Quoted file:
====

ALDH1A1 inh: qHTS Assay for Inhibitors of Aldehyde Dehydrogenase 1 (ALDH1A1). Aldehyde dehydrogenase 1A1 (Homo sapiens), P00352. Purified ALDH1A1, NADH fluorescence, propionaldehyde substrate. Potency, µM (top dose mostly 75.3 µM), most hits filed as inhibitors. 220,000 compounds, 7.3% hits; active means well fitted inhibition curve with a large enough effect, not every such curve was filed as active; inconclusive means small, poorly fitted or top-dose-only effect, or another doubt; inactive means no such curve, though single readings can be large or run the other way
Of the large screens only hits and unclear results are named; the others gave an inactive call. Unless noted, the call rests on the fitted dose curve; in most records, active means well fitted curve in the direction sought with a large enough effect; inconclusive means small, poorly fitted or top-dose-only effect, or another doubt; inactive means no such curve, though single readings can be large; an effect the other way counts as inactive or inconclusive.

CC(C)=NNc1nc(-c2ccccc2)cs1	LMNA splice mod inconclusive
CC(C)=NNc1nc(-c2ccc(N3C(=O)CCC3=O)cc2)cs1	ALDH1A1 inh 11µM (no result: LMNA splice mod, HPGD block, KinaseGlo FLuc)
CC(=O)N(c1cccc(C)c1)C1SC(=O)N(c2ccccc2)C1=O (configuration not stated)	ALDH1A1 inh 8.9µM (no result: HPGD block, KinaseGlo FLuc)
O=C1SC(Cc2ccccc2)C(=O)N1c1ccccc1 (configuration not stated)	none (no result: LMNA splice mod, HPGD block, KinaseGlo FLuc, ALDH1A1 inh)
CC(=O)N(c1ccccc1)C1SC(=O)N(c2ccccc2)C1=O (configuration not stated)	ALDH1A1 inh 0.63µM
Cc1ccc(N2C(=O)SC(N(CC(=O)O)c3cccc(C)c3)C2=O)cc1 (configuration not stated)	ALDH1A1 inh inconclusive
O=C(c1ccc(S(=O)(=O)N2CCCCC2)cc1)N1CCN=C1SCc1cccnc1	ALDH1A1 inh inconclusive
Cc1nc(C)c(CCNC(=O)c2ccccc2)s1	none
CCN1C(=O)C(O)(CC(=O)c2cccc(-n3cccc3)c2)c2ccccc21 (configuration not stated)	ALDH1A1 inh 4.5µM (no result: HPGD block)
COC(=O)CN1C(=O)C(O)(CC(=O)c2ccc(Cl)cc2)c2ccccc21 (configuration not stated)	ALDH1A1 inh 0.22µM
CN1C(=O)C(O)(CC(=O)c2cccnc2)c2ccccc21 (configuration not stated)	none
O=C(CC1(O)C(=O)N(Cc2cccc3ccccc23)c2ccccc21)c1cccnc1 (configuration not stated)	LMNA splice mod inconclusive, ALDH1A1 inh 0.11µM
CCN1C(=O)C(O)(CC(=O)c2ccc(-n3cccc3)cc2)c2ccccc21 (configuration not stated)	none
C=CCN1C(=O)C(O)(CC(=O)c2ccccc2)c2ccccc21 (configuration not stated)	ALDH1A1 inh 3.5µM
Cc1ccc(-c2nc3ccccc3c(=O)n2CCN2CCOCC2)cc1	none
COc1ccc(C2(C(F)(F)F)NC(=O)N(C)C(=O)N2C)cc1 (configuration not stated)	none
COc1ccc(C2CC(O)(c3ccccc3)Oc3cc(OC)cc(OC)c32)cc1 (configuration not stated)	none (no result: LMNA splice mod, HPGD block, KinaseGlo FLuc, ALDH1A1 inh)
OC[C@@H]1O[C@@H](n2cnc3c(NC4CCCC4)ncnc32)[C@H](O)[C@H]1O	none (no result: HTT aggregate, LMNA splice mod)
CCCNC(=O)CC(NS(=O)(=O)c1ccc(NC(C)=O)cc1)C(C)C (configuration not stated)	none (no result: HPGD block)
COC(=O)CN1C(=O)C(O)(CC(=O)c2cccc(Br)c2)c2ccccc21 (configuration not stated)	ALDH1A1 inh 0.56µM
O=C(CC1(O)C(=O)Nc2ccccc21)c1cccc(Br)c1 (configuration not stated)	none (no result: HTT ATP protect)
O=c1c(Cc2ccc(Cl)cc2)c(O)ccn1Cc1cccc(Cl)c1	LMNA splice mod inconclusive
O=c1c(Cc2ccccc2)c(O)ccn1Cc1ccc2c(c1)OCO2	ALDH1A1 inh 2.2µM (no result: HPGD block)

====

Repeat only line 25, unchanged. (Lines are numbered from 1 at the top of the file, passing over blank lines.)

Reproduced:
O=c1c(Cc2ccccc2)c(O)ccn1Cc1ccc2c(c1)OCO2	ALDH1A1 inh 2.2µM (no result: HPGD block)